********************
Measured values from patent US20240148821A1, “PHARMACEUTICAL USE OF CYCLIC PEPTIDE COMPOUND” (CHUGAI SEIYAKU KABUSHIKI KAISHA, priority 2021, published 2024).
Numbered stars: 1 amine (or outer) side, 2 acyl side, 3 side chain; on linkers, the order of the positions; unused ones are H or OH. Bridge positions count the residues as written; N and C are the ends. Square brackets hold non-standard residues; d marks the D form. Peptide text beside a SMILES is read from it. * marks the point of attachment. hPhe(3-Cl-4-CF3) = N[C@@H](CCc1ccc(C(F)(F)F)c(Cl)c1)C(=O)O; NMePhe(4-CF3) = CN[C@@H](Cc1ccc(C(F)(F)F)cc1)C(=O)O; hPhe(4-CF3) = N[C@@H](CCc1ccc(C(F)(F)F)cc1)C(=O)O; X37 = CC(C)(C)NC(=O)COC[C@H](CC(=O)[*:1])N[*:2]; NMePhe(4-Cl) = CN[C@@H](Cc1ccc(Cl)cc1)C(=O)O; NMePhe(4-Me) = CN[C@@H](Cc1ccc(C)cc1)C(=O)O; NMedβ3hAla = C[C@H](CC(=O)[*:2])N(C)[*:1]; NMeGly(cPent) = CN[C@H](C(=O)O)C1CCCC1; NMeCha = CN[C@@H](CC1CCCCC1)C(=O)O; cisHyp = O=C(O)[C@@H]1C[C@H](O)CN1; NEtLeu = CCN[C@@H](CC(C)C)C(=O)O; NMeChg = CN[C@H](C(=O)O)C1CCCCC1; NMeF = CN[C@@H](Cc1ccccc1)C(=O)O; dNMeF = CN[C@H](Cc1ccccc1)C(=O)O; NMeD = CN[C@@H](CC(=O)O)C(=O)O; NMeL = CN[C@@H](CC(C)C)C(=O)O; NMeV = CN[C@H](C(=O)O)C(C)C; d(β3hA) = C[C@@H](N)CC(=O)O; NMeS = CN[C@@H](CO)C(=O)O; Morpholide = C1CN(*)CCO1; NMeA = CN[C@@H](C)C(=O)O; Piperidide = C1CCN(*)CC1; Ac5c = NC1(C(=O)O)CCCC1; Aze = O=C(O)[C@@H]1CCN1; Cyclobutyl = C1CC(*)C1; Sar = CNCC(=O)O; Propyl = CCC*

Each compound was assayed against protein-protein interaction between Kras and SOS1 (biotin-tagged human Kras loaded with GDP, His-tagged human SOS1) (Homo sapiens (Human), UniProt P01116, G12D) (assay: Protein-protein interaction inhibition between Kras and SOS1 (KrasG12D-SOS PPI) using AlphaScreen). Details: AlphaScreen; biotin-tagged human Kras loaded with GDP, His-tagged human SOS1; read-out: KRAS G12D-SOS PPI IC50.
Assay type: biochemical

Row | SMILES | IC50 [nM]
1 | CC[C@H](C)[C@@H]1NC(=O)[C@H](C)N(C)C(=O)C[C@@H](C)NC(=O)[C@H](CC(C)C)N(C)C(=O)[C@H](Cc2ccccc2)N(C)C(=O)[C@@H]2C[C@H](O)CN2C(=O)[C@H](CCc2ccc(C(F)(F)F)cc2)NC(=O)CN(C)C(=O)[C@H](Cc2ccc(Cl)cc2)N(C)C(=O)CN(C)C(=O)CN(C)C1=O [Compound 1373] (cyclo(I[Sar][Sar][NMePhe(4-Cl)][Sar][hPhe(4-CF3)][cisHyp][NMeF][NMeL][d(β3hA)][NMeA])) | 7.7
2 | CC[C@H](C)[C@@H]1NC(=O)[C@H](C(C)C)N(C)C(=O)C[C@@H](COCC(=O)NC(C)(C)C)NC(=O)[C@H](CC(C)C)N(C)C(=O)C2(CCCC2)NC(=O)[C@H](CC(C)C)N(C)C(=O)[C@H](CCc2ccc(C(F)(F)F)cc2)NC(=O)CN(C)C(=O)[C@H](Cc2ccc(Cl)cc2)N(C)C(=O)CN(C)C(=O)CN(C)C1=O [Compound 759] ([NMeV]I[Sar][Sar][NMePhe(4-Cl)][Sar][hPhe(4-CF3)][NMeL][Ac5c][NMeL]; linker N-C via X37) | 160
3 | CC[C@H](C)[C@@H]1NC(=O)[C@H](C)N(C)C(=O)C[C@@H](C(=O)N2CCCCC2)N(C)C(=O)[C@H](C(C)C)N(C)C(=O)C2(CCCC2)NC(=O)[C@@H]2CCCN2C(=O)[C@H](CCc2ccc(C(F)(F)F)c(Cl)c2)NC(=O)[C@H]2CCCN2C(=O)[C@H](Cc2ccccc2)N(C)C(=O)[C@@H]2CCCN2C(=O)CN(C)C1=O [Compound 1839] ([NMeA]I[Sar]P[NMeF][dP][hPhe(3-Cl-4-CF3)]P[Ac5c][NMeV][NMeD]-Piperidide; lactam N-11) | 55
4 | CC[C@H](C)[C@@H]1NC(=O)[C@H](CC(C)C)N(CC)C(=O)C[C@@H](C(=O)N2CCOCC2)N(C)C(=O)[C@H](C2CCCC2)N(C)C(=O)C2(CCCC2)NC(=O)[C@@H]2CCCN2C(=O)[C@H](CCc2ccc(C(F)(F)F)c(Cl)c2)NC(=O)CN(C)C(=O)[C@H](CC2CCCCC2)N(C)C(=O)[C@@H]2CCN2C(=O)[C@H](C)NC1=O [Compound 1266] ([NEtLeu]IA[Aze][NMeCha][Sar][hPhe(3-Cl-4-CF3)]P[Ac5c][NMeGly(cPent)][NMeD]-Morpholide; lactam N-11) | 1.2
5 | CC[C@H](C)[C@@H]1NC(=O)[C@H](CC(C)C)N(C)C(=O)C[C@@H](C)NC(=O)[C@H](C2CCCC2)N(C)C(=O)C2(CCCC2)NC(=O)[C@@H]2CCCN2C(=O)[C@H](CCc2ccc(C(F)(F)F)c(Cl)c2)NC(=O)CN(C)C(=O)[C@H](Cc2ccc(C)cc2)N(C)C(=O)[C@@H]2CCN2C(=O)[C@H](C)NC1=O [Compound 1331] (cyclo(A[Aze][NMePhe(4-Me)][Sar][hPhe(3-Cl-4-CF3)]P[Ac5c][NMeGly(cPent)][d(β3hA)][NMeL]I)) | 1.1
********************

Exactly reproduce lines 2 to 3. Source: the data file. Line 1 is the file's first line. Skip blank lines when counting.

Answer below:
Numbered stars: 1 amine (or outer) side, 2 acyl side, 3 side chain; on linkers, the order of the positions; unused ones are H or OH. Bridge positions count the residues as written; N and C are the ends. Square brackets hold non-standard residues; d marks the D form. Peptide text beside a SMILES is read from it. * marks the point of attachment. hPhe(3-Cl-4-CF3) = N[C@@H](CCc1ccc(C(F)(F)F)c(Cl)c1)C(=O)O; NMePhe(4-CF3) = CN[C@@H](Cc1ccc(C(F)(F)F)cc1)C(=O)O; hPhe(4-CF3) = N[C@@H](CCc1ccc(C(F)(F)F)cc1)C(=O)O; X37 = CC(C)(C)NC(=O)COC[C@H](CC(=O)[*:1])N[*:2]; NMePhe(4-Cl) = CN[C@@H](Cc1ccc(Cl)cc1)C(=O)O; NMePhe(4-Me) = CN[C@@H](Cc1ccc(C)cc1)C(=O)O; NMedβ3hAla = C[C@H](CC(=O)[*:2])N(C)[*:1]; NMeGly(cPent) = CN[C@H](C(=O)O)C1CCCC1; NMeCha = CN[C@@H](CC1CCCCC1)C(=O)O; cisHyp = O=C(O)[C@@H]1C[C@H](O)CN1; NEtLeu = CCN[C@@H](CC(C)C)C(=O)O; NMeChg = CN[C@H](C(=O)O)C1CCCCC1; NMeF = CN[C@@H](Cc1ccccc1)C(=O)O; dNMeF = CN[C@H](Cc1ccccc1)C(=O)O; NMeD = CN[C@@H](CC(=O)O)C(=O)O; NMeL = CN[C@@H](CC(C)C)C(=O)O; NMeV = CN[C@H](C(=O)O)C(C)C; d(β3hA) = C[C@@H](N)CC(=O)O; NMeS = CN[C@@H](CO)C(=O)O; Morpholide = C1CN(*)CCO1; NMeA = CN[C@@H](C)C(=O)O; Piperidide = C1CCN(*)CC1; Ac5c = NC1(C(=O)O)CCCC1; Aze = O=C(O)[C@@H]1CCN1; Cyclobutyl = C1CC(*)C1; Sar = CNCC(=O)O; Propyl = CCC*

Each compound was assayed against protein-protein interaction between Kras and SOS1 (biotin-tagged human Kras loaded with GDP, His-tagged human SOS1) (Homo sapiens (Human), UniProt P01116, G12D) (assay: Protein-protein interaction inhibition between Kras and SOS1 (KrasG12D-SOS PPI) using AlphaScreen). Details: AlphaScreen; biotin-tagged human Kras loaded with GDP, His-tagged human SOS1; read-out: KRAS G12D-SOS PPI IC50.